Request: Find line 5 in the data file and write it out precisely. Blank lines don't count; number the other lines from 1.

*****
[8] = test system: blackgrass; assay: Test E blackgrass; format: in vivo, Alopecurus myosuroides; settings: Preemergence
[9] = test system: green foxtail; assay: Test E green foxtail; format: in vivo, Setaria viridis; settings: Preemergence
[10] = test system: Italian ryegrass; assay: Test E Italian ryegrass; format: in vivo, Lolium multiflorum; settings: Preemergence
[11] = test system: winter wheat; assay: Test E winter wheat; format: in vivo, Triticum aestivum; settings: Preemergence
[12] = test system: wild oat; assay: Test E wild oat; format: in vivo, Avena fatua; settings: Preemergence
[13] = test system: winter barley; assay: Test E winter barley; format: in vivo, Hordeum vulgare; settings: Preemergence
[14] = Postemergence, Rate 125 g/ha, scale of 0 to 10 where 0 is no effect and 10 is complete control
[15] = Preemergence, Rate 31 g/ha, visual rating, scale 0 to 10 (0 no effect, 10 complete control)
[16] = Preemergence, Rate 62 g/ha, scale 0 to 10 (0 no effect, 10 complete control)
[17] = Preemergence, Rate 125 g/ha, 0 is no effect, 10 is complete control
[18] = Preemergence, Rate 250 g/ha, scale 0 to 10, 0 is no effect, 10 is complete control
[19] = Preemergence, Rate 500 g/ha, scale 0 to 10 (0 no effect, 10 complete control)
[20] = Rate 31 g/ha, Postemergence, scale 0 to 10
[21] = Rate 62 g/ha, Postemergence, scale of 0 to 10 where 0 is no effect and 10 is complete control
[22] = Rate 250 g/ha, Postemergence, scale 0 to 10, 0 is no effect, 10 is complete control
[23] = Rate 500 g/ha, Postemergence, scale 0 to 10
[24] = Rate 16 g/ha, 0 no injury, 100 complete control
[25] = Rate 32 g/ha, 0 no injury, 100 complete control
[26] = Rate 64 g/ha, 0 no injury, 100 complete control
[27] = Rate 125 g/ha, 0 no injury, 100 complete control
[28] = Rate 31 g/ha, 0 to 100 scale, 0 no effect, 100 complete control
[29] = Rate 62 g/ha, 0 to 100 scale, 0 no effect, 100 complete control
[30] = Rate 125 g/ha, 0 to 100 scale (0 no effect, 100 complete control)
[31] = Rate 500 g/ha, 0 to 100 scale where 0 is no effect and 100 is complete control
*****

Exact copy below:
[12] = test system: wild oat; assay: Test E wild oat; format: in vivo, Avena fatua; settings: Preemergence